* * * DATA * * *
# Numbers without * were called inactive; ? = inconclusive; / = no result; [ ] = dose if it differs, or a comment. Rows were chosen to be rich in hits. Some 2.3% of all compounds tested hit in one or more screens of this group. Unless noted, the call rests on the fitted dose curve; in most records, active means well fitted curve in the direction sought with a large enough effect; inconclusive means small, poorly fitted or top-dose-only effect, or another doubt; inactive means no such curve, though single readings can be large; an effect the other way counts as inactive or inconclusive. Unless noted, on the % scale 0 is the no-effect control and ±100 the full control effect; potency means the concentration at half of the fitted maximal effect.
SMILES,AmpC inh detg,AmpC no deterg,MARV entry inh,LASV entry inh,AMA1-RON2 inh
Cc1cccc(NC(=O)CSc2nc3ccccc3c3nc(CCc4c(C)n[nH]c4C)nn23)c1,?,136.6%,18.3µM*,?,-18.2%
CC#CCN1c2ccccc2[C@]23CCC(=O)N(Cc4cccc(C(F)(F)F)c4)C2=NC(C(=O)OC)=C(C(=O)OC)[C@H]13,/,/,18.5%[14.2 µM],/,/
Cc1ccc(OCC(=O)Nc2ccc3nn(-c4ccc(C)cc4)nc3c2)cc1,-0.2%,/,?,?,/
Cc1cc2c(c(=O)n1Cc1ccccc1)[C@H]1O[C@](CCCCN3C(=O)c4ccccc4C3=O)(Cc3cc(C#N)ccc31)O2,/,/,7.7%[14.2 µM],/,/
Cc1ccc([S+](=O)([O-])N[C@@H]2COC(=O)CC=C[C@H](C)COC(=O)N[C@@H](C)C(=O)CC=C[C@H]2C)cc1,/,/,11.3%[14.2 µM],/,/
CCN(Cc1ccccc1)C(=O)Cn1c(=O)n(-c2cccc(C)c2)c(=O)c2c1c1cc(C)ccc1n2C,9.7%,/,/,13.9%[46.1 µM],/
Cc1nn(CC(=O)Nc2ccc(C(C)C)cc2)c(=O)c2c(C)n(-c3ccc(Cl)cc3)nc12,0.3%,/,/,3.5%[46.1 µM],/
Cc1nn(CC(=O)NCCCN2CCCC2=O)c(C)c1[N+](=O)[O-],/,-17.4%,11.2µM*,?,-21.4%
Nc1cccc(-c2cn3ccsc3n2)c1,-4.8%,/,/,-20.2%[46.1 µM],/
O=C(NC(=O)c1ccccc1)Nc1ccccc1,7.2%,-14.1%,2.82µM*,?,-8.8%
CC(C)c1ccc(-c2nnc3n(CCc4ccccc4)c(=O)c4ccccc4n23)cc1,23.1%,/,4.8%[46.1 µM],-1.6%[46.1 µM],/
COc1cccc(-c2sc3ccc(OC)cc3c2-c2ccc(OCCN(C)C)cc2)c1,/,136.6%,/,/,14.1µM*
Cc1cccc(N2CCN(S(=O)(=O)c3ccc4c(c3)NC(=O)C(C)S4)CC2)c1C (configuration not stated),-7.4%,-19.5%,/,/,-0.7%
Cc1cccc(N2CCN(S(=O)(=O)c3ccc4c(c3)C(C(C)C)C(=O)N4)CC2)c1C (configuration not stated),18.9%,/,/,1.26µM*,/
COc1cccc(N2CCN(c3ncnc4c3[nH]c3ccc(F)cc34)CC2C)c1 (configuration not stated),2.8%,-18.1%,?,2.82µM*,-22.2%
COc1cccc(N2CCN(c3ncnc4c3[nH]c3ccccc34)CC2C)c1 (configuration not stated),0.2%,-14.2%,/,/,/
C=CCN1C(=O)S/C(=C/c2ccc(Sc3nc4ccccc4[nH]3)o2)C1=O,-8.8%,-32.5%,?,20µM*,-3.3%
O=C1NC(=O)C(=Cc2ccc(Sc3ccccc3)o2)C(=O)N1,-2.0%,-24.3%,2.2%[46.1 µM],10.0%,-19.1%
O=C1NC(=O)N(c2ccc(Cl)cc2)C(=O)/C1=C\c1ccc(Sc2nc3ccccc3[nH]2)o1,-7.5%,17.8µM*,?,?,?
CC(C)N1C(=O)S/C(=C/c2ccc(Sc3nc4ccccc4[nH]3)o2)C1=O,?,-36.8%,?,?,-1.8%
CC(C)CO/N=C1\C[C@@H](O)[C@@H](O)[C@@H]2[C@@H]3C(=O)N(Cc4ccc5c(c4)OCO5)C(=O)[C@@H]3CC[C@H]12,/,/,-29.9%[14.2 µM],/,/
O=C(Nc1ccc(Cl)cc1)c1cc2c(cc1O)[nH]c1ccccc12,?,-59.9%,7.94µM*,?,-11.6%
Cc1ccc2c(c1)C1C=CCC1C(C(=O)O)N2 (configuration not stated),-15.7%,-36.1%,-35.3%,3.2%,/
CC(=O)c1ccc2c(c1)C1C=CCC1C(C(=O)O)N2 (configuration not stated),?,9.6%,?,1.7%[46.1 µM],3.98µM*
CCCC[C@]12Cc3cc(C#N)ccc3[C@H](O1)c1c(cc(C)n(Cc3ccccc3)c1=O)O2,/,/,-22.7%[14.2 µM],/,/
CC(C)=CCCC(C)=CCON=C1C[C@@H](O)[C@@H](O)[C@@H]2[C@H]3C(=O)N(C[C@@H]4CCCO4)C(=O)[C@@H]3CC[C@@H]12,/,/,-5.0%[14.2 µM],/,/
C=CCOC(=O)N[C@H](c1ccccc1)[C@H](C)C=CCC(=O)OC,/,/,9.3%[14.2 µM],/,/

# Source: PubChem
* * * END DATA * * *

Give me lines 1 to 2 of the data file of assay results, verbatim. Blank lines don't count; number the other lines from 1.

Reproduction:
# Numbers without * were called inactive; ? = inconclusive; / = no result; [ ] = dose if it differs, or a comment. Rows were chosen to be rich in hits. Some 2.3% of all compounds tested hit in one or more screens of this group. Unless noted, the call rests on the fitted dose curve; in most records, active means well fitted curve in the direction sought with a large enough effect; inconclusive means small, poorly fitted or top-dose-only effect, or another doubt; inactive means no such curve, though single readings can be large; an effect the other way counts as inactive or inconclusive. Unless noted, on the % scale 0 is the no-effect control and ±100 the full control effect; potency means the concentration at half of the fitted maximal effect.
SMILES,AmpC inh detg,AmpC no deterg,MARV entry inh,LASV entry inh,AMA1-RON2 inh